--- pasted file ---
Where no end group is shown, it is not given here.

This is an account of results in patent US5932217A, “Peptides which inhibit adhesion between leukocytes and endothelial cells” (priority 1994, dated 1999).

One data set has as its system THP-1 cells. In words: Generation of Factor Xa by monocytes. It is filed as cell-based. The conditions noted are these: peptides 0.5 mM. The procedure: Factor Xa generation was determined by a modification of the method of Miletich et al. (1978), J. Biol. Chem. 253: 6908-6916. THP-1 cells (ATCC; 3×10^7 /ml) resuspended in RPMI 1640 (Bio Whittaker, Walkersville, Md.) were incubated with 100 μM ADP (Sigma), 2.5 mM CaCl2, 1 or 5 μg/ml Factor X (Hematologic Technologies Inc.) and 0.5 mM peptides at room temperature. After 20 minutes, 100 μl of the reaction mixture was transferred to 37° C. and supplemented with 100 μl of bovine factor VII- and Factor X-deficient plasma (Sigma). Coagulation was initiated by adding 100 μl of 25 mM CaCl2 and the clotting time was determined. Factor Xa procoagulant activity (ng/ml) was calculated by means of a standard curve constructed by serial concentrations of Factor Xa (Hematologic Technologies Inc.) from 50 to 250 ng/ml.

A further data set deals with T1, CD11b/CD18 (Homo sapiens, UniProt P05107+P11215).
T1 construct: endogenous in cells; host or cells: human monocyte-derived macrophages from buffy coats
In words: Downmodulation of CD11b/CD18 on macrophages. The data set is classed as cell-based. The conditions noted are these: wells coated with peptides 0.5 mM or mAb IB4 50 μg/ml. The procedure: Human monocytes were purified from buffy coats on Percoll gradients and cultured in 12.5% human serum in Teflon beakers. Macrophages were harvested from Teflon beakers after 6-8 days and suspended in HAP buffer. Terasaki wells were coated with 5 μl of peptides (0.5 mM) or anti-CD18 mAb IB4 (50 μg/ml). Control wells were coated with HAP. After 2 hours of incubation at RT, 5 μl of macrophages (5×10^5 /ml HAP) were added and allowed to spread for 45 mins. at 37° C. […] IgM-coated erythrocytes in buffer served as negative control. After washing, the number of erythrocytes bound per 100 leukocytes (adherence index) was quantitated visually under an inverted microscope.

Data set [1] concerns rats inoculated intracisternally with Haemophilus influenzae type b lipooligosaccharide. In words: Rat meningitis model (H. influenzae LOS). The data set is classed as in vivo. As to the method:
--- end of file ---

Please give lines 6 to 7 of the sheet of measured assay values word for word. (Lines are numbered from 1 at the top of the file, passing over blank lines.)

In words: Downmodulation of CD11b/CD18 on macrophages. The data set is classed as cell-based. The conditions noted are these: wells coated with peptides 0.5 mM or mAb IB4 50 μg/ml. The procedure: Human monocytes were purified from buffy coats on Percoll gradients and cultured in 12.5% human serum in Teflon beakers. Macrophages were harvested from Teflon beakers after 6-8 days and suspended in HAP buffer. Terasaki wells were coated with 5 μl of peptides (0.5 mM) or anti-CD18 mAb IB4 (50 μg/ml). Control wells were coated with HAP. After 2 hours of incubation at RT, 5 μl of macrophages (5×10^5 /ml HAP) were added and allowed to spread for 45 mins. at 37° C. […] IgM-coated erythrocytes in buffer served as negative control. After washing, the number of erythrocytes bound per 100 leukocytes (adherence index) was quantitated visually under an inverted microscope.

Data set [1] concerns rats inoculated intracisternally with Haemophilus influenzae type b lipooligosaccharide. In words: Rat meningitis model (H. influenzae LOS). The data set is classed as in vivo. As to the method: